Sharp Cheddar, Caramelized Onions, and Beer Bread Grilled Cheese


Recipe by: Adapted from Catherine Bienik (beer bread) and Simply Recipes (caramelized onions)
Yields: one loaf of beer bread (up to about 4-5 sandwiches)

Bread Ingredients:
3 cups self-rising flour
scant 1/2 cup sugar
12 ounces beer (I used Guinness)*
3 tablespoons butter, melted

Caramelized Onion Ingredients:
4 onions, sliced thinly
salt to taste
olive oil

Other Sandwich Ingredients:
about two tablespoon of butter per sandwich desired
sharp cheddar cheese

Directions:
Make bread: Preheat oven to 375. Grease a loaf pan or line it with greased parchment paper. Mix flour, sugar, and beer until combined and pour batter into pan. Cook for 40-45 minutes, or until top is well browned and loaf feels firm (you can also stick a toothpick in; if it comes out clean, the loaf is ready). When the loaf is close to done, brush the top thoroughly with melted butter and let the loaf bake for 3 minutes. Remove to a cooling rack to cool for about 20 minutes before removing it from the pan and cooling completely.

While bread is baking and cooling, caramelize onions: Put a few tablespoons of olive oil into a skillet over medium-high heat. Once the oil is translucent and shimmering, add onions and cook for about 10 minutes, stirring every few minutes. Add salt to taste and continue to cook, stirring every few minutes, for 30 minutes to an hour. The goal is to let the onions sit long enough that they start to cook down and caramelize, but not to let them burn. If they seem to be sticking or burning at any time, you can do any of the following: add some more oil to the pan, turn down the heat slightly, or add some water to the pan. Once the onions are a rich brown, remove them to a container to cool slightly before use. Store extra onions in an airtight container in the refrigerator.

Assemble your sandwich: Once the bread has cooled, use a serrated knife to cut it into slices. In a skillet over medium heat, melt one tablespoon of butter. Place a slide of bread into the skillet and pile on sliced cheese and caramelized onions (note: you can brush the underside of the bread all over with melted butter first if you want to ensure even browning). Place another slice of bread on top.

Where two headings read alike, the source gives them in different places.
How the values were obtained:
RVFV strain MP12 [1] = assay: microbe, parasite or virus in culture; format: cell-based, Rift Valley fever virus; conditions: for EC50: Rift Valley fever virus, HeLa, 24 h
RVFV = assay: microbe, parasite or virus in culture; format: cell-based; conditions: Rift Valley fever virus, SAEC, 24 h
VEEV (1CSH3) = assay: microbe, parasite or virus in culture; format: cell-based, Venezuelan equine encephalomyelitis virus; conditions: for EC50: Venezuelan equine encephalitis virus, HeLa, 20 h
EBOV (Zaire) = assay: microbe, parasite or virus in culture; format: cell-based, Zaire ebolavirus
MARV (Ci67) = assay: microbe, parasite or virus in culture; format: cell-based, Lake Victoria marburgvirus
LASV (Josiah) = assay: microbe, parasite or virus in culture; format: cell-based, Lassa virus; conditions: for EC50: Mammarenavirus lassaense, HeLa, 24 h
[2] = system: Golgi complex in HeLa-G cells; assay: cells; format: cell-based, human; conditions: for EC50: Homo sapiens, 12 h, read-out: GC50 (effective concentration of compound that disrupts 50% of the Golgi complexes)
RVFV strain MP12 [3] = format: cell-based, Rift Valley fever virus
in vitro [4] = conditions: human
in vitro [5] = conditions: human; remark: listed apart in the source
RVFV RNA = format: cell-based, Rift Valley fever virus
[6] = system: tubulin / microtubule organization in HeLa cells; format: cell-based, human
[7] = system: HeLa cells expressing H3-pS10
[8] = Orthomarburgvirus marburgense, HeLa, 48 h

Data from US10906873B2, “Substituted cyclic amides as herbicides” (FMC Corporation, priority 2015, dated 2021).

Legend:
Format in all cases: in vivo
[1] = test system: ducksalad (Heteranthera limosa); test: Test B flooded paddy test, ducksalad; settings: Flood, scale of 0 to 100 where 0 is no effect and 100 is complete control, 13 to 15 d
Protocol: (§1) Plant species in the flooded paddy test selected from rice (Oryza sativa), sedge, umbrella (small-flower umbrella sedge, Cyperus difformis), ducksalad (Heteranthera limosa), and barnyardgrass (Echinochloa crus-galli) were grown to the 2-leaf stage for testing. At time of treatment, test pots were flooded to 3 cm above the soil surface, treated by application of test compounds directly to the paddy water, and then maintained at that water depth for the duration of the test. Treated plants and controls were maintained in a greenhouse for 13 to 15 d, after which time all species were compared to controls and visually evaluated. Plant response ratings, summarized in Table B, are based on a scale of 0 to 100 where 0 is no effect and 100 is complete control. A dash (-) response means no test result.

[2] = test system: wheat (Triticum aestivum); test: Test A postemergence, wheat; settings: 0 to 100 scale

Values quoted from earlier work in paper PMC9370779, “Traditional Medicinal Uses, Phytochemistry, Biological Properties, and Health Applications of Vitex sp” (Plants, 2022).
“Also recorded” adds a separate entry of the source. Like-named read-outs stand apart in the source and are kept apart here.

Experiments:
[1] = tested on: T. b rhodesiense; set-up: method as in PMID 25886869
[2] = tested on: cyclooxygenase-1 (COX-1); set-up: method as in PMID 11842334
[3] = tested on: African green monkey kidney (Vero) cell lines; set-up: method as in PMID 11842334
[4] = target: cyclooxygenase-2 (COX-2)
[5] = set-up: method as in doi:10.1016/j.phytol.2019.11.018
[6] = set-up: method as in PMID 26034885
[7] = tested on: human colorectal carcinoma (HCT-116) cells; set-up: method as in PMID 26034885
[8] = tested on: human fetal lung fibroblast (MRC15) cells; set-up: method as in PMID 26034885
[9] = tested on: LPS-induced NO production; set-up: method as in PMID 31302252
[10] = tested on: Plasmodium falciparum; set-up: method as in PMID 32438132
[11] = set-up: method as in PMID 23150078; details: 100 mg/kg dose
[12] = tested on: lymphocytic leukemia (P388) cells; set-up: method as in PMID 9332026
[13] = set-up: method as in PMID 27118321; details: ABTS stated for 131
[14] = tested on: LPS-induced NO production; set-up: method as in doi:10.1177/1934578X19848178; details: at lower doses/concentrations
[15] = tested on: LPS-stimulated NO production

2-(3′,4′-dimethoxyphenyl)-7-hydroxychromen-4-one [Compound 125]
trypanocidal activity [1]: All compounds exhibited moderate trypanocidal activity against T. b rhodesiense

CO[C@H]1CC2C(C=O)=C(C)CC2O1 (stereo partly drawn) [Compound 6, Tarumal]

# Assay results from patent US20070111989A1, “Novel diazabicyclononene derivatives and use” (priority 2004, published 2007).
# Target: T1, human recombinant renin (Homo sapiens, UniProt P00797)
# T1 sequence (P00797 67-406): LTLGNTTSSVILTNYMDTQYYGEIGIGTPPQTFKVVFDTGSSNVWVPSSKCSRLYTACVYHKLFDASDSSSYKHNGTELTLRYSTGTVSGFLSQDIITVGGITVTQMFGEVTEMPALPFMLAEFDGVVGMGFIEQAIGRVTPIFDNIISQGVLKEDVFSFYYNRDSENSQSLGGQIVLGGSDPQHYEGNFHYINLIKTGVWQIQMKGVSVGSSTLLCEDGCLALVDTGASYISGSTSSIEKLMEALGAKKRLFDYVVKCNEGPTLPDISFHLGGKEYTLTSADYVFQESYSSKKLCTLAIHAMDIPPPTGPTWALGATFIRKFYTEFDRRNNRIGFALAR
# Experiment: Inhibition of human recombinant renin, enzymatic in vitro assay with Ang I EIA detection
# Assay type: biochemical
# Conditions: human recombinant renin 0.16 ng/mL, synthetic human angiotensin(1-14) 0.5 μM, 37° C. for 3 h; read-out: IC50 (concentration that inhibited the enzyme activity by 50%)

Cook until the bottom slice of bread is well toasted (peek every now and then by lifting a corner) and then gently flip, using your hand to brace the top slice of bread as you do so. You can add more butter if your skillet looks dry, lifting the sandwich to allow the butter to run underneath. When both sides are golden and toasted, remove sandwich to a serving plate and microwave for 30 seconds to insure melty cheese. Repeat these steps to make as many other sandwiches as you want! Serve immediately.

*NOTE: I don’t drink, so I wasn’t sure what sort of beer to use. This recommendation from a friend was outstanding, though! For information about how much of the alcohol cooks out of a given dish, please see this chart. In this particular recipe for beer bread, only about 30% of the alcohol remains in the entire loaf after cooking.

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Mini Doughnuts for Your Coffee Cup (a creative use for yeast dough scraps!)

I baked something so flippin’ fantastic this weekend that I cannot wait to tell you about it. Except that telling you about it involves a video tutorial. And a video tutorial involves hours of editing. So while that’s going on, I’ll share this other flippin’ fantastic idea.

Naturally, you’re planning to make doughnuts, right? Or perhaps you have some other yeast dough plans in the works? After rolling and cutting, you’re bound to have scraps of dough lying about unused.